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Ethical Subjectivity of the Pirates in India: Survival Ethics, Hindu Morals and Neoliberalism
Maitrayee Deka

Last modified: 2015-08-17


The essay uses Partha Chatterjee’s concept of ‘civic society’ and ‘political society’ to illustrate the moral and political implications of inhibiting a pirate economy in India today. Civil society comprising of ‘corporate class’ and urban middle class criminalizes piracy through the spectrum of Intellectual property (IP) laws. The absence of a legal framework of pirates in India puts them in a political society where they use informal arrangements to negotiate with the state. The ‘bourgeoisie’ sphere of civil society that is traditionally marked by ‘normative’ aspirations makes the political society devoid of one. Political society is about groups of population including pirates and their use of electoral democracy to get strategic gains. Somewhere the aspirations of the pirates are limited to earning a livelihood using the mechanics of a parliamentary democracy, vote bank politics amongst other things. This essay argues otherwise. Far from a political society of pirates operating in a moral vacuum in India, they have a complex subjectivity. The pirates in the video gaming markets of Delhi grapple with a Hindu moral world, and the IP world. Interestingly, these ideals are part of the civil society in India. I argue by borrowing civil society morals while operating in a political society in India, pirates in Delhi show that Hinduism and neoliberalism are part of a process of extending individual selfinterests.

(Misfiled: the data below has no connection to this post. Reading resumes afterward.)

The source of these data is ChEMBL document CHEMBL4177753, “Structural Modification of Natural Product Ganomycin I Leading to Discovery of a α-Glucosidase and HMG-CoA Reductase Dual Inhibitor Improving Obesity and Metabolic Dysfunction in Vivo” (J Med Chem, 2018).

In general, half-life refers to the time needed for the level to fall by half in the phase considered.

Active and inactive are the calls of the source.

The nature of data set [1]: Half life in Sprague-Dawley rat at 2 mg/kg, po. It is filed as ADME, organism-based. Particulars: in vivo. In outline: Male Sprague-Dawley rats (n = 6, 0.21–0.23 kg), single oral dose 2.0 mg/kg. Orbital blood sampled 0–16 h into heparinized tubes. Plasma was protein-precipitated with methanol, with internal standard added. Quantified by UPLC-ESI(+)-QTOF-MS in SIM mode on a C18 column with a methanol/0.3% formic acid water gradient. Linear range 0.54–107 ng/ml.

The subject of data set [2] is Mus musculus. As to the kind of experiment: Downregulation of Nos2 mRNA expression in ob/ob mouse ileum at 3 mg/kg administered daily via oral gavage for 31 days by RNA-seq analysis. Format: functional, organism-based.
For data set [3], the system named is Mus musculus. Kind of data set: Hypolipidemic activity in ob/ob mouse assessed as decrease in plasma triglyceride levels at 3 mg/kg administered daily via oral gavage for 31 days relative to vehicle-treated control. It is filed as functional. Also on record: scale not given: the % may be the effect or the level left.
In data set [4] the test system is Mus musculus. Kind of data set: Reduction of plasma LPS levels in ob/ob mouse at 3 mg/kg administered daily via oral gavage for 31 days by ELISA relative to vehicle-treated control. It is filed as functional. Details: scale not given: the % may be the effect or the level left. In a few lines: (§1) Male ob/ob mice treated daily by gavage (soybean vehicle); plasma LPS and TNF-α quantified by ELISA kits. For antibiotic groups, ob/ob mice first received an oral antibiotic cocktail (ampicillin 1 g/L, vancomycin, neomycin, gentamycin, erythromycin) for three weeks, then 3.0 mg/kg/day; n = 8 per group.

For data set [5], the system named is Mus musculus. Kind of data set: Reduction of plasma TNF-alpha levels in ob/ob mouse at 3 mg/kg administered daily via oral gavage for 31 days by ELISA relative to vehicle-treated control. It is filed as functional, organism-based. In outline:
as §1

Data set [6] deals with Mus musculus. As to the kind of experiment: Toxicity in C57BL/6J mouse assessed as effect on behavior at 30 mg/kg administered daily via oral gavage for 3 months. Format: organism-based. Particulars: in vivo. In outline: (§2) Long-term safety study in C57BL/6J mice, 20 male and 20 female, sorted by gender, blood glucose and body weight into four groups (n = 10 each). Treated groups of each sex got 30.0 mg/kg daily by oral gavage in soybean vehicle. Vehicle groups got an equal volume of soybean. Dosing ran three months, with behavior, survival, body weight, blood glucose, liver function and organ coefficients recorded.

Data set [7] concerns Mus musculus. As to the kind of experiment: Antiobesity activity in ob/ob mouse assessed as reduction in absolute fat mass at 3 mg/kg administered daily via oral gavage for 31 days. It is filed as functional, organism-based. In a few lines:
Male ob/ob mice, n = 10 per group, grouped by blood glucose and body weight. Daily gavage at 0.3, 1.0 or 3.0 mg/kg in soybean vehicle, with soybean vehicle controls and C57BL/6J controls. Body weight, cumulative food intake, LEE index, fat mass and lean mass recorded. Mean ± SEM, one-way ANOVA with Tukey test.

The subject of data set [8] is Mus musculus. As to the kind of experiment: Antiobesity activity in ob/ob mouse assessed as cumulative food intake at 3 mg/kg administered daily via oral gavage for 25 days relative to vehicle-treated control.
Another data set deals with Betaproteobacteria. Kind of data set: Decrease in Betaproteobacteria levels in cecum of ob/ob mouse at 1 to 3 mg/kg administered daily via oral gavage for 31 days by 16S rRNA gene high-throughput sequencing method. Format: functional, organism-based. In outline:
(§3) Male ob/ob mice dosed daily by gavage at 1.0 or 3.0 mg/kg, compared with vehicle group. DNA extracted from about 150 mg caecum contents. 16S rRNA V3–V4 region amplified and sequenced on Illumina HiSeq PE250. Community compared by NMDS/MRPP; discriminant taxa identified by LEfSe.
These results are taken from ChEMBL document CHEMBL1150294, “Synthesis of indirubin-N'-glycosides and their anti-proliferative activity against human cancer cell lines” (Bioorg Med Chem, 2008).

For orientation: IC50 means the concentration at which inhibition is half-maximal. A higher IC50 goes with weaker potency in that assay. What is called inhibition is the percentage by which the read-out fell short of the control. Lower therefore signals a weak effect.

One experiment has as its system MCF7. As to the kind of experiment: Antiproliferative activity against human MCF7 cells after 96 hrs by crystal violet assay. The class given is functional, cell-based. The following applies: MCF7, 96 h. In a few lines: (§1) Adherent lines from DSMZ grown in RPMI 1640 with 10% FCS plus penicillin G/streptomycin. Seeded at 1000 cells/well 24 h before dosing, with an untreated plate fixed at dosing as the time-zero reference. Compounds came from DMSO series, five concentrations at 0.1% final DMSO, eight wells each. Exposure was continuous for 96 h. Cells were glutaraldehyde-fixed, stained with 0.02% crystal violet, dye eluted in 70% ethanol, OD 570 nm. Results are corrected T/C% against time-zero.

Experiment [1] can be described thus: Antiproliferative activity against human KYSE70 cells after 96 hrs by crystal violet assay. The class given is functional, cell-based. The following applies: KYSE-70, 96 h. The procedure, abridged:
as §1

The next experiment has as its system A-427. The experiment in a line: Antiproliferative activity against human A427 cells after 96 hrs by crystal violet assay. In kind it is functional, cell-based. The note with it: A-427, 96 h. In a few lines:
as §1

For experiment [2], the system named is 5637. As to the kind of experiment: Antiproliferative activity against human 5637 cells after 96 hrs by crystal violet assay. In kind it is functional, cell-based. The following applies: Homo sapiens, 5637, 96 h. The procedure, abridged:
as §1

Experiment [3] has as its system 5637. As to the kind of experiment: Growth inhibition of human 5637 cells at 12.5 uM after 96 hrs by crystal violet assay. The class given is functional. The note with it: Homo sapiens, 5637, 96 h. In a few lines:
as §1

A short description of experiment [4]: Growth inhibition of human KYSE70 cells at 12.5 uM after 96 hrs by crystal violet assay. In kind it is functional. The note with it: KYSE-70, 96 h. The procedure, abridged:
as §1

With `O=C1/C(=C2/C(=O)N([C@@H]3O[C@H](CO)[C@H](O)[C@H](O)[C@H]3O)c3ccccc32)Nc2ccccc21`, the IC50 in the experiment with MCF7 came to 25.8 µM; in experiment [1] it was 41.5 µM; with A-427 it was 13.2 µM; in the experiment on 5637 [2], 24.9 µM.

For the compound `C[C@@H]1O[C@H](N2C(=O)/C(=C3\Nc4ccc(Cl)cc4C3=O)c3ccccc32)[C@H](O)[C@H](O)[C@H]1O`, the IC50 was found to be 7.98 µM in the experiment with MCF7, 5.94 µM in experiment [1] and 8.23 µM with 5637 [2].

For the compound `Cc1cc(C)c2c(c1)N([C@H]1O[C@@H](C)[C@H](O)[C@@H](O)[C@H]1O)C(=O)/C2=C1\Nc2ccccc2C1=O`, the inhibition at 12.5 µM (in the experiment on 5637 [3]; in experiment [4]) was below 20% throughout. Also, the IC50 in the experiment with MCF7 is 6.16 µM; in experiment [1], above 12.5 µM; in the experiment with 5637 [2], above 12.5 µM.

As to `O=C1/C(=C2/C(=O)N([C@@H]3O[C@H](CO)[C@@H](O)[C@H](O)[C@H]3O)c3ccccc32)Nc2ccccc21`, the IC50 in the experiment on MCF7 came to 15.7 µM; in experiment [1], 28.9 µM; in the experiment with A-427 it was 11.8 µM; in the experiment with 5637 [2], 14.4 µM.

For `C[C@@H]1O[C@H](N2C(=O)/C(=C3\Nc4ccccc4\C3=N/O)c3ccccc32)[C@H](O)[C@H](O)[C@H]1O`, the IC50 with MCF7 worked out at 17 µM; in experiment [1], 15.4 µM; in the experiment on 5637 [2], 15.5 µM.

Pirate Economy; Ethics; Civil Society; Political Society; Rational Market Actors


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